The College Designates Ron Hofer as NJC Distinguished Professor

By Joy Lyngar

A New Way to Think About Faculty Service

On January 1, NJC bestowed a new honor for the first time. We made Professor Ron Hofer an “NJC Distinguished Professor.” I probably don’t need to tell you about how great Ron is and why we considered him for our inaugural Distinguished Professorship. He has been teaching for the College for 23 years, consistently scores top evaluation marks, has received the Payant Award for Faculty Excellence from the Faculty Council, and is in high demand around the country for his engaging presentation style, his humor, and the way he helps judges write better opinions.

The reason I thought Ron might agree to participate in this new arrangement is that he has shown great loyalty and affection to NJC over the years. He publicly credits the College for the national reach that has given him recognition across the country. In memory of his father, he created a sculpture of the scales of justice which has a place of distinction in front of our building. Read more about Distinguished Professor Hofer in our Case In Point magazine coming out later this year. He regularly donates the stuffed animals he wins at Circus Circus to NJC and other charities. (Ron is actually the only NJC faculty member who has been asked to leave a Reno casino for excessive winnings.  It’s too bad the winnings were Circus Circus stuffed animals!)

You might think that this new title is a good thing for Ron Hofer, but let me tell you why it is a better thing for NJC, and might inspire you to think differently about your service to the College.

Has this ever happened to you? Two weeks after you return home from teaching for NJC, you receive this voice mail message:

“I heard you teach when I was a student at The National Judicial College. You gave an excellent presentation! I’m calling to invite you to come to my state’s annual judicial conference and repeat your presentation for all of the judges in my state.”

It could just as easily be an administrative law agency or a tribe calling.

What should you do? I hope this article gives you a new way to think about your response.

As part of the agreement making him an NJC Distinguished Professor, Ron agreed to teach exclusively for us in 2016. If Ron gets a call from someone wanting him to teach for their state, tribe, or agency, he refers the call to NJC as his agent, and we negotiate the terms of the deal.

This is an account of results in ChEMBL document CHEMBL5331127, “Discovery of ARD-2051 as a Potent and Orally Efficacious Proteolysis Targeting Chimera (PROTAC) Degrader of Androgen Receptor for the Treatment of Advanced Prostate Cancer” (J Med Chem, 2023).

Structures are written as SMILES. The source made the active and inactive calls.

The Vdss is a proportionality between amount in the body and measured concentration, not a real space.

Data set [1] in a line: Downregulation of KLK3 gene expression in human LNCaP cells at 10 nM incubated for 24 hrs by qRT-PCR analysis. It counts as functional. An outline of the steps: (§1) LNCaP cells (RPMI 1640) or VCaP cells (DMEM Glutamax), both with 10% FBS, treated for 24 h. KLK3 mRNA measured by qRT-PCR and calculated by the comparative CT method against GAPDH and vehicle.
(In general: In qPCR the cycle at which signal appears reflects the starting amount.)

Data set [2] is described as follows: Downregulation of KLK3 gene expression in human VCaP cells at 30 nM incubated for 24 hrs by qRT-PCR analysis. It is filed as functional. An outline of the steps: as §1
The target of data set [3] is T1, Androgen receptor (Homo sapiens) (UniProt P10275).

The person who planted the seed in my mind for this idea is Judge Toni Boone, Chair-Elect of the Faculty Council. Someone from an administrative law agency obtained her contact information from the roster of an NJC course and called her up to see if she would come out and repeat the same presentation for their judges. In her response, Judge Boone evidenced a loyalty and an understanding of NJC’s business model that inspired me. She recognized that NJC would “cease to be” if each individual instructor was also willing to volunteer their services to teach independently for other entities.

Back to that voice mail message. What would happen if you return the call and say, “I’m interested in teaching for your state. I am a member of the faculty of NJC, and I’d like you to contact William Brunson at NJC to arrange the terms of the speaking engagement…”?

The College will benefit greatly if you give us this opportunity. We will work on the terms of an agreement with the state (or agency or tribe) for a custom built course. This gives us an opportunity to establish a relationship with the requesting entity, raises our enrollment numbers for the year, and increases our contact database with potential customers. In return, we provide staffing support for the creation of your learning objectives and material, provide travel agency support for booking your airline ticket, and advocate on your behalf for adequate time for your session, and audio-visual support. We also conduct a needs assessment to ensure that your presentation receives the highest possible ratings.

This type of contribution is not for every member of our faculty, and certainly not for every speaking opportunity. You may have pre-existing relationships with your state or local bar association. You may have already been a nationally renowned speaker before you taught for NJC for the first time. However, if you credit the College for the speaking invitation, please consider bringing us into the communication loop.

Some of you might already be funneling speaking requests through us, and I’d love to hear from you. Contact me (lyngar@judges.org or 775-327-8263). I’m happy to answer any questions you might have about our negotiation process and our custom built course product. I’m grateful to Distinguished Professor Ron Hofer for agreeing to be part of this new initiative and demonstrating a new way to contribute to the College’s success.


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